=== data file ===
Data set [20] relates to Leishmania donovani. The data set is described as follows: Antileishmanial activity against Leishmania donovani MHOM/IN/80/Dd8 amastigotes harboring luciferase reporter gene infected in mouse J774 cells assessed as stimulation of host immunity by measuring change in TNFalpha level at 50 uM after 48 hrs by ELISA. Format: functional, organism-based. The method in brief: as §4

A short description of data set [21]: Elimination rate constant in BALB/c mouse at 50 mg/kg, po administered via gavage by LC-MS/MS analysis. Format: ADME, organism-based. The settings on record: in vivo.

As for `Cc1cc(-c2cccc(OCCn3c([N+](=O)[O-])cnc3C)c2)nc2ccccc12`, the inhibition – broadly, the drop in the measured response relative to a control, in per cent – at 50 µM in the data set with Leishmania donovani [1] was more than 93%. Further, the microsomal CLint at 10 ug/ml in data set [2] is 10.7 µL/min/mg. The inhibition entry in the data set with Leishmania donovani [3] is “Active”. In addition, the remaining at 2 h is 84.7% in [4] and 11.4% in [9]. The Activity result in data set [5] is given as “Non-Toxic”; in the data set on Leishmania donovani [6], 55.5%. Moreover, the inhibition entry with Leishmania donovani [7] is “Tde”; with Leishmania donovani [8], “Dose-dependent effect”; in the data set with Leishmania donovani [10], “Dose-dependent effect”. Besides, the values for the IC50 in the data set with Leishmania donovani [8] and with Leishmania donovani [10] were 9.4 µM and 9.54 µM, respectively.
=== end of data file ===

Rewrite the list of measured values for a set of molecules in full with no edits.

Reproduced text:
Data set [20] relates to Leishmania donovani. The data set is described as follows: Antileishmanial activity against Leishmania donovani MHOM/IN/80/Dd8 amastigotes harboring luciferase reporter gene infected in mouse J774 cells assessed as stimulation of host immunity by measuring change in TNFalpha level at 50 uM after 48 hrs by ELISA. Format: functional, organism-based. The method in brief: as §4

A short description of data set [21]: Elimination rate constant in BALB/c mouse at 50 mg/kg, po administered via gavage by LC-MS/MS analysis. Format: ADME, organism-based. The settings on record: in vivo.

As for `Cc1cc(-c2cccc(OCCn3c([N+](=O)[O-])cnc3C)c2)nc2ccccc12`, the inhibition – broadly, the drop in the measured response relative to a control, in per cent – at 50 µM in the data set with Leishmania donovani [1] was more than 93%. Further, the microsomal CLint at 10 ug/ml in data set [2] is 10.7 µL/min/mg. The inhibition entry in the data set with Leishmania donovani [3] is “Active”. In addition, the remaining at 2 h is 84.7% in [4] and 11.4% in [9]. The Activity result in data set [5] is given as “Non-Toxic”; in the data set on Leishmania donovani [6], 55.5%. Moreover, the inhibition entry with Leishmania donovani [7] is “Tde”; with Leishmania donovani [8], “Dose-dependent effect”; in the data set with Leishmania donovani [10], “Dose-dependent effect”. Besides, the values for the IC50 in the data set with Leishmania donovani [8] and with Leishmania donovani [10] were 9.4 µM and 9.54 µM, respectively.